Three libertarian poets: Prévert, Vian, Desnos
It was the first time I ever heard poetry in a theatre. An accordionist and a cellist were on stage too, playing after a succession of poems was finished. I didn’t know accordion could be so beautiful and match so perfectly with cello. But I’m really ignorant as far as classical music is concerned.
These poets were all part of or close to the surrealist movement. The selected poems were eclectic, but war was a recurring theme, as they were written in the first half of the 20th century. I can’t talk about the 30 poems Jean-Louis Trintignant has recited for us, it would be too long. I selected a poem from Boris Vian, which touched me particularly. I couldn’t find a translation, so I wrote it. I left the French text for the Francophone readers and for the Anglophones who can read French.
Explaining why a poem reaches something in me is not easy. The words are simple, scarce and yet the images are vivid. He is alive for the love of simple things. There is a lingering sadness behind the words, like in a painting by Edward Hopper.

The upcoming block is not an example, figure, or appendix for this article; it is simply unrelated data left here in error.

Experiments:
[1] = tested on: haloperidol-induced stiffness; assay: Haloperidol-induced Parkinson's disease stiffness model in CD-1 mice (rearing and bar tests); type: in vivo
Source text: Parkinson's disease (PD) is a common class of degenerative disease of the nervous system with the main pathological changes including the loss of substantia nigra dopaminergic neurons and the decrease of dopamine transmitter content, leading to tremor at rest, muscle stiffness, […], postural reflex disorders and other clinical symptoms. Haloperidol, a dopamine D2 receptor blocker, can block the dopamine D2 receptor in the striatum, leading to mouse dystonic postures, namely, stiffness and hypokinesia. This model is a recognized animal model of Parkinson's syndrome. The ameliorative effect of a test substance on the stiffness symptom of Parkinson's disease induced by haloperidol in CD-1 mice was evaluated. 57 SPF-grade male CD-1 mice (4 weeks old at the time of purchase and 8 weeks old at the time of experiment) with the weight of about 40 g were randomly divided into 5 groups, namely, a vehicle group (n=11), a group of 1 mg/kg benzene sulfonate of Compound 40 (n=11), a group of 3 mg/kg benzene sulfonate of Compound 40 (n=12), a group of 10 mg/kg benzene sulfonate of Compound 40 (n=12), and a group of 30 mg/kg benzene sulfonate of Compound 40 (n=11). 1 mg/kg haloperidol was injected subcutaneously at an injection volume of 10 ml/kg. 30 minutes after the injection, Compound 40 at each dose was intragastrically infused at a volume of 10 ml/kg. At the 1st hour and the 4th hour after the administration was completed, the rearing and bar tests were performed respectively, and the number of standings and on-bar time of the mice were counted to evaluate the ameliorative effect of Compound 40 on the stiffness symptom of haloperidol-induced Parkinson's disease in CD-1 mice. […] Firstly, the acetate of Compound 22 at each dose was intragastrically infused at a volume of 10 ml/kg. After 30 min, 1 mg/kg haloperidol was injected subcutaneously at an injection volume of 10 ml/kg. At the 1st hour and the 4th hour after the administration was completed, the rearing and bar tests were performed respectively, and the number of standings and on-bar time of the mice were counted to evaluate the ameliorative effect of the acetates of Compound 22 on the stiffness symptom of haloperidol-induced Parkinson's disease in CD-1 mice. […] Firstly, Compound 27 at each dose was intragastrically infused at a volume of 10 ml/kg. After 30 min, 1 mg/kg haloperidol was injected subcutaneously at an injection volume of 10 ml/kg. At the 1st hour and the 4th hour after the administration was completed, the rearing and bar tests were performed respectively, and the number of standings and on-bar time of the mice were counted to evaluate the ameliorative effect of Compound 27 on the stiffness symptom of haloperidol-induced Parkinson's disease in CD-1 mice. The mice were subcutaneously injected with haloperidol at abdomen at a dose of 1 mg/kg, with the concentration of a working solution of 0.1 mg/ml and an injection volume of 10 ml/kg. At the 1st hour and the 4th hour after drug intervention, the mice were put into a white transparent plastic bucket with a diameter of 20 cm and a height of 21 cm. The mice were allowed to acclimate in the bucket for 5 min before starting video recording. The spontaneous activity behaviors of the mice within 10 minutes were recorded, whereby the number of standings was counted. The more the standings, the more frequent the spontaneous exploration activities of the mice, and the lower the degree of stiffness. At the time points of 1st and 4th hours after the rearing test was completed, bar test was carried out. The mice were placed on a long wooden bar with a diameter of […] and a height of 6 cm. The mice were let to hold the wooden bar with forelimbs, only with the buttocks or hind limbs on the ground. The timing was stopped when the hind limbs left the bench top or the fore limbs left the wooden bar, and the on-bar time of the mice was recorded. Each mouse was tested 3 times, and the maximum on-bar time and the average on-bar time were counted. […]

The following poem from Robert Desnos was written in a concentration camp, before he died. It was written for his wife Youki.
This short poem is poignant because we know he died shortly after. He also tells in veiled terms how he is affected by his detention. He has become a shadow, and the images of his wife he mentally called to resist are worn out. They don’t work any more. His body is a shadow but so is his mind. The concentration camp is a dark country and his wife lives in the sun, where he hopes to go back. Impressive.
Jacques Prévert is impossible to translate. There are too many play-on-words and witty use of the French language to satisfactorily translate him.
The surrealist poets are among my favourite. I wish some poems from Paul Eluard, whom I really like, had been included in the show.
Jean-Louis Trintignant has a soft voice. He is ageing now – he will turn 80 in December – but his voice is that of a young man. His body is a traitor, as he seemed to struggle to stand up, needing the help of his musicians to take a bow. But he gave life to these poems, including rhythm, breathes, pauses and irony when needed.
It was a pleasure and an honour to see him.